“Bill arrives early in the morning at the CBRE office in downtown Toronto. Though he technically doesn’t need to show his face until 9:30 a.m., many of his colleagues show up earlier than then. The boss does, his friends do, and so Bill does too. It’s important at CBRE to show that you’re working as hard as everyone else. This can encourage behavior like showing up for work 45 minutes early. Bill is thankful that be that the doors are locked at night.
A financial analyst job at CBRE is ideal for Bill--his wonkish interest in solving complex problems, combined with his good social skills make him good at his job. He didn’t know exactly what he wanted to do when he was studying finance in college. But his position here has been a good fit. Though he sits at a desk for a good eight or nine hours per day, he spends a decent amount of that time talking on the phone. He is on friendly terms with people whom he’s never met in person, CBRE employees far away, in Los Angeles, New York, Vancouver, and elsewhere.
There’s no truly typical day at CBRE. From one day to the next, he tackles all kinds of different problems. His work requires him to analyze the real estate market, as well as individual clients’ capital expenditures, profit plans, financial statements, etc. etc.. Today he’s looking into real estate opportunities in Maine. Just as he’s never met Fred in Vancouver or Daphne in Los Angeles, he’s never been to Maine. He’ll probably never go. But he knows an impressive amount about fluctuations in the Maine real estate market. This kind of knowledge comes with the territory of working for a global company like CBRE.
Working at CBRE has its perks. For instance, the gleaming, white state-of-the-art office downtown. Bill’s affection towards his office may seem irrational to others, but he knows that it’s important to feel that the place where you work is clean, comfortable, modern. He remembers this when he walks into the office on a scorching hot day like today and feels the air conditioning wash over him. Another thing Bill likes about his work here is that his supervisors give him space. They trust him to do what he does. In a way, everyone he meets is the same. The CBRE brand is a mark of his ability. He feels that it puts a pleasant pressure on him to perform at a high level.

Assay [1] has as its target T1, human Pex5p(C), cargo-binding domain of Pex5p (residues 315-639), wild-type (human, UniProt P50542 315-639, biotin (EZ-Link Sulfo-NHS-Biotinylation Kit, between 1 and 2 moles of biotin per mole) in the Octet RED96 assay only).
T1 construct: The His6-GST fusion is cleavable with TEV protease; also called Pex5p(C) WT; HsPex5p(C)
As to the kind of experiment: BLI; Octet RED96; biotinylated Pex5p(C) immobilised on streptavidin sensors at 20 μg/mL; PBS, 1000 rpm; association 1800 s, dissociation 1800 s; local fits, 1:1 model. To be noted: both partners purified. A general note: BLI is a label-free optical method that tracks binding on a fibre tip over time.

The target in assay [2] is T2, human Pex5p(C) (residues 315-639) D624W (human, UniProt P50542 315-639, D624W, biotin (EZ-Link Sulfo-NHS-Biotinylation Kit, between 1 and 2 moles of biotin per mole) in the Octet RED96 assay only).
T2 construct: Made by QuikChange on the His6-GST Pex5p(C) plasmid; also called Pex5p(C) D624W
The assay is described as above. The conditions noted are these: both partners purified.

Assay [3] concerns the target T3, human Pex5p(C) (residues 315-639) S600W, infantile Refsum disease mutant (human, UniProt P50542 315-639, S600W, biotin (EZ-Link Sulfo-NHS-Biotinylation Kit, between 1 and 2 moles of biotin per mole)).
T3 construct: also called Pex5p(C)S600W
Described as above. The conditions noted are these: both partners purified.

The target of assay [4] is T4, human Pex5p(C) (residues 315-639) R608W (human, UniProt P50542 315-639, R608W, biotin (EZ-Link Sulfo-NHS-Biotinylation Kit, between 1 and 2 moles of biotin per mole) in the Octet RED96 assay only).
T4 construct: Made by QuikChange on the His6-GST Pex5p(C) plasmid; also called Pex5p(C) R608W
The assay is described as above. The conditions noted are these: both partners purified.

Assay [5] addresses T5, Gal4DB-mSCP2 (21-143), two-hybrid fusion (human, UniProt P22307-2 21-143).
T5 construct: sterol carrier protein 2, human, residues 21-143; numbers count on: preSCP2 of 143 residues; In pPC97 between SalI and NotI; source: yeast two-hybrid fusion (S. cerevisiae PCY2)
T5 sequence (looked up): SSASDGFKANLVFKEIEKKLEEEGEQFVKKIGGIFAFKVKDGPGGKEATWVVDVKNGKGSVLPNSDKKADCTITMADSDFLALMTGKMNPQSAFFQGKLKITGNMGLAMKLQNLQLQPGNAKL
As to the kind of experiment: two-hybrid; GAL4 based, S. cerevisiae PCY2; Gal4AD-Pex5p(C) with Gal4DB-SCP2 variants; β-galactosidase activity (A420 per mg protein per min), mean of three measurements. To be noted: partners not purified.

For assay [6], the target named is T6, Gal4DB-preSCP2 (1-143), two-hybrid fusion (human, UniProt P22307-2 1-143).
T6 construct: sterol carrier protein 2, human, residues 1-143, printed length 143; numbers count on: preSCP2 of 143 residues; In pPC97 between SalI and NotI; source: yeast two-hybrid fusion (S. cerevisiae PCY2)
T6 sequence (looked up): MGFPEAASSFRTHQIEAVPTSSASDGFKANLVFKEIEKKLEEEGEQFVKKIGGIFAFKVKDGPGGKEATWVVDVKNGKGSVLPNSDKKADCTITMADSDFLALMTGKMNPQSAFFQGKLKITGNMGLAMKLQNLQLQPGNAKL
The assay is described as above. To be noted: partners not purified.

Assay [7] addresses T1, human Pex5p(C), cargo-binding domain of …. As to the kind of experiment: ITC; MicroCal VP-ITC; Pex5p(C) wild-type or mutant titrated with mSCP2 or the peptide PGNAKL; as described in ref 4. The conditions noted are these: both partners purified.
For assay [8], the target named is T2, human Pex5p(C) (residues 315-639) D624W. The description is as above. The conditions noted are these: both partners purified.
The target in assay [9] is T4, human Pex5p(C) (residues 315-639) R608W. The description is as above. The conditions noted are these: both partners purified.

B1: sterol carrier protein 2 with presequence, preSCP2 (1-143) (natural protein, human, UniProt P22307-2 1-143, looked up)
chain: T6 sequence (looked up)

Yet working for such a prestigious company isn’t all good. Bill knows that the pay is relatively low for the work he puts in. That is to say, he’s aware that a similar job at a competitor could net him a bigger income. The attitude of management is that working here is a privilege, one that employee pays for. Bill sometimes worries that he’ll never move up the ladder at CBRE and never get a major raise. Every year, he and his colleagues get an almost insultingly small raise. So Bill plans to put in a few more years of hard work. If he’s still in the same place by then, he’ll use his experience at CBRE to get a job at a respectable but less prestigious competitor. He won’t hold a grudge against the people here, who have all been great. He expects that they won’t hold a grudge against him either.
“Employees at CBRE are generally satisfied with the benefits they receive. The benefits plan typically includes health insurance, dental care, vision, personal time off, and a 401(k) plan.
“Only real estate agents and brokers require licenses. The scope of CBRE’s operations is huge. Other positions, such as those in accounting, financial analysis, and real estate management, typically don’t require real estate licenses. ”
“Employees at CBRE will likely get very small raises once a year. Substantial raises are relatively uncommon; the one situation in which CBRE employees can count on getting a substantial raise when they get promoted.”